Hamburgers are now absent from nearly one-fifth of Wendy’s restaurants in the United States, which appears to be early evidence of how the coronavirus is disrupting the nation’s food supply chain.
In a statement provided to news outlets, Wendy’s acknowledged that some of their restaurants are facing a limited-time shortage of fresh beef due to the production challenges of its fresh beef suppliers. The chain says it continues to supply hamburgers to all of its restaurants, with deliveries two to three times a week, consistent with normal delivery schedules.
“However, some of our menu items may be temporarily limited at some restaurants in this current environment,” the statement said.
Customers took to social media this week, posting photos of signs about the beef shortages from their local Wendy’s drive-throughs. “Where’s the beef?” asked Twitter user @amberlyno who posted a photo from Sterling, Illinois.
— Amber Olivas (@amberlyno) May 4, 2020
She’s referencing Wendy’s “Where’s the beef?” ad campaign from the ’80s in which it implied other burger chains weren’t offering enough substance in their meals.
Is Wendy’s Just The Beginning?
According to Stephens analyst James Rutherford, a study of online menus for every Wendy’s location nationwide showed that 1,043 restaurants (about 18% of its locations) have listed beef items as out of stock, though chili (which contains ground beef) is still available at some of the restaurants. The supply shortage varies by state, but appears to affect Ohio, Michigan, Tennessee and New York restaurants the most, reports CNBC.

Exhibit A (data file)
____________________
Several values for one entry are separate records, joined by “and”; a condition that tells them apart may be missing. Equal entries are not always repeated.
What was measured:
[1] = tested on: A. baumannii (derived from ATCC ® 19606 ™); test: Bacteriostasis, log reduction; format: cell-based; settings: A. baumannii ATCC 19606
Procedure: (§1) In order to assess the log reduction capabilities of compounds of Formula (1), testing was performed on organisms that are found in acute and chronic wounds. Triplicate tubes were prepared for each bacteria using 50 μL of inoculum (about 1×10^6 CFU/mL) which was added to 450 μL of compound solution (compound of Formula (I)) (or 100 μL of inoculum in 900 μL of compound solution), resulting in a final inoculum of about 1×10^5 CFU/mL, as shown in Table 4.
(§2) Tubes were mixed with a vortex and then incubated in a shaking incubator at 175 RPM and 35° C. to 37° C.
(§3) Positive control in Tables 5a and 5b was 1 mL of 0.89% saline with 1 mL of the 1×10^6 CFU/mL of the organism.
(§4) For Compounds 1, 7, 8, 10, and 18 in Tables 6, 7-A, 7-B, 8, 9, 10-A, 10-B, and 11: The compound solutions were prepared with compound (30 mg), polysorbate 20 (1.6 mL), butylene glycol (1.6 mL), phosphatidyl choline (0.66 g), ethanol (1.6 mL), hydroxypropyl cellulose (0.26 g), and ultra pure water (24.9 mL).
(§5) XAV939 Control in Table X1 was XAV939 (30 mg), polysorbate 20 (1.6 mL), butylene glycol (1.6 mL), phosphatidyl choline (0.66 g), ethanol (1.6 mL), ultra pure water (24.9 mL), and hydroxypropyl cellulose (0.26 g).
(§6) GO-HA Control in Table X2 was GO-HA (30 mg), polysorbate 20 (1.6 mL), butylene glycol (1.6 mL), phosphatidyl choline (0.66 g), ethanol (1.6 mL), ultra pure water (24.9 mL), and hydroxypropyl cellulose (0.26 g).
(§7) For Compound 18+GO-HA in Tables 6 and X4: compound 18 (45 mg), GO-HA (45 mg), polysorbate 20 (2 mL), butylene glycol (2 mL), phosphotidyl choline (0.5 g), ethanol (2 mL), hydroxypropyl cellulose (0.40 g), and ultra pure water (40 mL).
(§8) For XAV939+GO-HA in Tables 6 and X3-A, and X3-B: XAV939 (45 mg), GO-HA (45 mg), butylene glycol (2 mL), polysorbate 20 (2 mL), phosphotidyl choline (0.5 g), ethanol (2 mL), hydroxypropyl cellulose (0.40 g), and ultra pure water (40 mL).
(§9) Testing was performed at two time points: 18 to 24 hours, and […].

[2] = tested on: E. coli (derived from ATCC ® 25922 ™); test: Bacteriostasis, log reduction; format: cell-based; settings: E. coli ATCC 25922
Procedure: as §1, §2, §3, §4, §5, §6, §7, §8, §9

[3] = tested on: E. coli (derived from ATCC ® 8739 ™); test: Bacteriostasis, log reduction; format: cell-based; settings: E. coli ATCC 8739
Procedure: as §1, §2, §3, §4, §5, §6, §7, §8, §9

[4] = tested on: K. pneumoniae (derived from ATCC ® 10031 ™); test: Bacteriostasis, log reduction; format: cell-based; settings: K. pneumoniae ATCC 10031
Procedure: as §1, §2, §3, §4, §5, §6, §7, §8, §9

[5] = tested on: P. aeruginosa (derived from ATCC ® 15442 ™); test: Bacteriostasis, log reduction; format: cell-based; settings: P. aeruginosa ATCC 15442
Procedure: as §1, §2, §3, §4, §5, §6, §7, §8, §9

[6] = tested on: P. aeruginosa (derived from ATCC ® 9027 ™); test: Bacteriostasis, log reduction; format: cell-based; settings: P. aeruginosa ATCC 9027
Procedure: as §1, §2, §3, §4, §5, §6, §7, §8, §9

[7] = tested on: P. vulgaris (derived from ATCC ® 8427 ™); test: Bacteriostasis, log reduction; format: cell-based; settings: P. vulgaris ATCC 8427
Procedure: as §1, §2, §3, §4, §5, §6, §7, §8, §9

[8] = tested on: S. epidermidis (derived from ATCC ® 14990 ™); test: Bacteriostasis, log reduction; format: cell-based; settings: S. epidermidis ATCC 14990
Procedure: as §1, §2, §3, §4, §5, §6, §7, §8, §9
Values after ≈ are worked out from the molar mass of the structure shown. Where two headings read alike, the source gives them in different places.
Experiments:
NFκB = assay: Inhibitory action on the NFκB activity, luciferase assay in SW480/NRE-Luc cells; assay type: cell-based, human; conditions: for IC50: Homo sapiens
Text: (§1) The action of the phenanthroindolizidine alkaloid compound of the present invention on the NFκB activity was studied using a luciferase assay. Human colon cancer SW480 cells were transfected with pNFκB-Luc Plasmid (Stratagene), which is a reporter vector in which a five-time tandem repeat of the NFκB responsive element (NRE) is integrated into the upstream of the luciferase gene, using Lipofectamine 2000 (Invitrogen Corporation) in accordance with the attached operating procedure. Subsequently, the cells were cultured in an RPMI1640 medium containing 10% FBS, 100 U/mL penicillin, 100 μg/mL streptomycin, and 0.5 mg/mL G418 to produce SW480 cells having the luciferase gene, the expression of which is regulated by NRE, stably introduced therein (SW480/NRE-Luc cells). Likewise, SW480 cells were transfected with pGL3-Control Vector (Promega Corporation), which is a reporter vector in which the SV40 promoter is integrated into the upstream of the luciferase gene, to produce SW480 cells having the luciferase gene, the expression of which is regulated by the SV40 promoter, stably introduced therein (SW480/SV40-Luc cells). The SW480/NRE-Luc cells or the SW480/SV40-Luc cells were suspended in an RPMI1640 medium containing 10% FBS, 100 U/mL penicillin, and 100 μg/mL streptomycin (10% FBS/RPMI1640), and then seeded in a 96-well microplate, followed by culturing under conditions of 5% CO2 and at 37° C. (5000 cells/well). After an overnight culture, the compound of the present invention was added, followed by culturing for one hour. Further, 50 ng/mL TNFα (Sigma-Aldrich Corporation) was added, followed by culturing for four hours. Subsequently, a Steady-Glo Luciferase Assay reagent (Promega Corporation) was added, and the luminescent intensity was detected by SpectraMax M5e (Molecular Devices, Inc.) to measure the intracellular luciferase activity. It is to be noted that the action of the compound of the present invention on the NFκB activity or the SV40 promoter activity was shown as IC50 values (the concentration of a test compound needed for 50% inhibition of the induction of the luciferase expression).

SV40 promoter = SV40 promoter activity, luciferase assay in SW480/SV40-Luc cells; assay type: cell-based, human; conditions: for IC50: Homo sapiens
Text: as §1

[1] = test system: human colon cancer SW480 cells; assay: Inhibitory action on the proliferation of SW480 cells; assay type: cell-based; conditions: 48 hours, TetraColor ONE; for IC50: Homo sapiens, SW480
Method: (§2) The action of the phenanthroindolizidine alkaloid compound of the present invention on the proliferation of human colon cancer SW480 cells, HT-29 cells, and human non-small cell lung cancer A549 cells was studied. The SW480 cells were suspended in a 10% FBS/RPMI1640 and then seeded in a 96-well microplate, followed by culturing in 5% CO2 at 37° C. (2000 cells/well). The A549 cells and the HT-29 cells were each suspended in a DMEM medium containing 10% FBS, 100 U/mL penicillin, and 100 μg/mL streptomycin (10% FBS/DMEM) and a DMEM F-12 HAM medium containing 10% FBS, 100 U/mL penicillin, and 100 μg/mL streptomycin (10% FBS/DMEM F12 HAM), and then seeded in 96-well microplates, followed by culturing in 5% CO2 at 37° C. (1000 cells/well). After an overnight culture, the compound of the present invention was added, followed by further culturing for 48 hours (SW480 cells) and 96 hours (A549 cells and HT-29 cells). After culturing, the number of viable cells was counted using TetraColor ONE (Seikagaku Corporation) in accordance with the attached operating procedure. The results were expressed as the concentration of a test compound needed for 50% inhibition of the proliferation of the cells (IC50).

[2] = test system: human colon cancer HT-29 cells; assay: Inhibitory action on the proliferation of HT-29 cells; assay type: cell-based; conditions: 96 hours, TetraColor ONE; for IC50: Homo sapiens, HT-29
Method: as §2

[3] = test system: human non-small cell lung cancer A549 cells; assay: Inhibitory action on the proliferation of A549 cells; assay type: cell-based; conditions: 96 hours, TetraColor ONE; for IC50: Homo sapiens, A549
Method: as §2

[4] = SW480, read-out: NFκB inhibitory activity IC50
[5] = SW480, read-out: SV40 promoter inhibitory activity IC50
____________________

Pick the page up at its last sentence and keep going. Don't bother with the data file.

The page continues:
So far, Wendy’s — which is known for its “fresh, never frozen” campaign — appears to be the only fast-food chain facing shortages. However, Shake Shack, which also uses fresh beef for its burgers, says it’s been seeing an increase in beef prices over the past month, with a sharp increase last week, according to CNBC.
COVID-19’s Impact On The Meat Industry
Amid the COVID-19 pandemic, at least 38 meatpacking plants in the United States have shut down operations at some point, whether it be for a day or for more prolonged or indefinite periods, according to The Midwest Center for Investigative Reporting, which has been tracking the closures.
Because employees in meatpacking plants work in close proximity, the COVID-19 virus may be more easily spread inside them. As of May 6, there have been 10,800 reported positive cases tied to meatpacking facilities in at least 170 plants in 29 states. There are also at least 45 reported worker deaths at 24 plants in 15 states, according to the nonprofit news organization.
Invoking the Defense Production Act to classify meatpacking facilities as essential, President Donald Trump signed an executive order in late April that compelled meat facilities to remain open despite employees testing positive for COVID-19. A White House fact sheet says the order is intended to make sure Americans have a reliable supply of products like beef, pork, and poultry. However, unions like the Retail, Wholesale, and Department Store Union criticized Trump for valuing the availability of meat products over worker safety.
Stores Are Imposing Purchase Limits On Meat
Beyond fast-food chains, some grocery stores are limiting the amount of meat customers can buy. Costco recently updated its policies temporarily limiting shoppers to three items of beef, pork and poultry products to “ensure more members are able to purchase merchandise they want and need.”
The Wall Street Journal estimates that meat production is down 35% from this period last year and says consumers should expect higher prices and less selection in their beef and pork products going forward.
Have you noticed meat shortages at any grocery stores or restaurants recently?